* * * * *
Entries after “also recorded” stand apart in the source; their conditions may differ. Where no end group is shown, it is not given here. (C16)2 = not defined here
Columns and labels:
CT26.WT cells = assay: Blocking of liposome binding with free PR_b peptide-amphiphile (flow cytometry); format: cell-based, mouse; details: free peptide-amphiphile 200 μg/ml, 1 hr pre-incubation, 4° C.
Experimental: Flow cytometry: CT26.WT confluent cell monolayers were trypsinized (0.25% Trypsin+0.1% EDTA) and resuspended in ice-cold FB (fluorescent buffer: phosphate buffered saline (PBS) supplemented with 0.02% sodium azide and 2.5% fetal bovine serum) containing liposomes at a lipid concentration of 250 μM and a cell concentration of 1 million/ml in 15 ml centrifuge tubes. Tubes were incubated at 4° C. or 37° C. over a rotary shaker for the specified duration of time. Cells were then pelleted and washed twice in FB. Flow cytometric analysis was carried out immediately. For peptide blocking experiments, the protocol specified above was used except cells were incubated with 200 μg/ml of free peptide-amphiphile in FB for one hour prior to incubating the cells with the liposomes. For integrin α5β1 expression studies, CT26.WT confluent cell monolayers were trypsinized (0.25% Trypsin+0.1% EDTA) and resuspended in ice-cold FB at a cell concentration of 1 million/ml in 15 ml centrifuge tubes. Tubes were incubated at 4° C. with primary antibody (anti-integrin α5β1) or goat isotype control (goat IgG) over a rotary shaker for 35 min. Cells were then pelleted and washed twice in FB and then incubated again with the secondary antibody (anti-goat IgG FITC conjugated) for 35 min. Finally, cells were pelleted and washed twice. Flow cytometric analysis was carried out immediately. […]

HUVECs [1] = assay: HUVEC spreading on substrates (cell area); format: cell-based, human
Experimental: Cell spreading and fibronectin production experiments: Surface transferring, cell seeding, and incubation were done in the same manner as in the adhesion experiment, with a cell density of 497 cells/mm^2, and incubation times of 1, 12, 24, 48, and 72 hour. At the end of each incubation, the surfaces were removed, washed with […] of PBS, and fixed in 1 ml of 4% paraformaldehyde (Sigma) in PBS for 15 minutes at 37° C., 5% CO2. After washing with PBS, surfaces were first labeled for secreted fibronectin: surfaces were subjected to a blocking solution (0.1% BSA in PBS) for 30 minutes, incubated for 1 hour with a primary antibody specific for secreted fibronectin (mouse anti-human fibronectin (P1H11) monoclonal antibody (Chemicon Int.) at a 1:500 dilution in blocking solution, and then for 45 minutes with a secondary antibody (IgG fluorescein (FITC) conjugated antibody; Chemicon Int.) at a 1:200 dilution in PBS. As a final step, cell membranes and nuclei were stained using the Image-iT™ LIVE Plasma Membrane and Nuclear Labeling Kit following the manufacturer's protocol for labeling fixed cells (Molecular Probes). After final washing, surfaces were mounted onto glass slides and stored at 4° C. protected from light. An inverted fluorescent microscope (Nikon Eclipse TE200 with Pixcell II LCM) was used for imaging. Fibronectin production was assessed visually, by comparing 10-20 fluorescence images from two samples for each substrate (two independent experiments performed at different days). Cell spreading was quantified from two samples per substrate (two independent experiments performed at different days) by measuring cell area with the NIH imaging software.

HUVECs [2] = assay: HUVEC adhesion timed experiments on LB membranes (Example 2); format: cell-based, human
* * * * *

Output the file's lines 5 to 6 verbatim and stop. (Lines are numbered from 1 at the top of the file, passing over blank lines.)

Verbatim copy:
HUVECs [1] = assay: HUVEC spreading on substrates (cell area); format: cell-based, human
Experimental: Cell spreading and fibronectin production experiments: Surface transferring, cell seeding, and incubation were done in the same manner as in the adhesion experiment, with a cell density of 497 cells/mm^2, and incubation times of 1, 12, 24, 48, and 72 hour. At the end of each incubation, the surfaces were removed, washed with […] of PBS, and fixed in 1 ml of 4% paraformaldehyde (Sigma) in PBS for 15 minutes at 37° C., 5% CO2. After washing with PBS, surfaces were first labeled for secreted fibronectin: surfaces were subjected to a blocking solution (0.1% BSA in PBS) for 30 minutes, incubated for 1 hour with a primary antibody specific for secreted fibronectin (mouse anti-human fibronectin (P1H11) monoclonal antibody (Chemicon Int.) at a 1:500 dilution in blocking solution, and then for 45 minutes with a secondary antibody (IgG fluorescein (FITC) conjugated antibody; Chemicon Int.) at a 1:200 dilution in PBS. As a final step, cell membranes and nuclei were stained using the Image-iT™ LIVE Plasma Membrane and Nuclear Labeling Kit following the manufacturer's protocol for labeling fixed cells (Molecular Probes). After final washing, surfaces were mounted onto glass slides and stored at 4° C. protected from light. An inverted fluorescent microscope (Nikon Eclipse TE200 with Pixcell II LCM) was used for imaging. Fibronectin production was assessed visually, by comparing 10-20 fluorescence images from two samples for each substrate (two independent experiments performed at different days). Cell spreading was quantified from two samples per substrate (two independent experiments performed at different days) by measuring cell area with the NIH imaging software.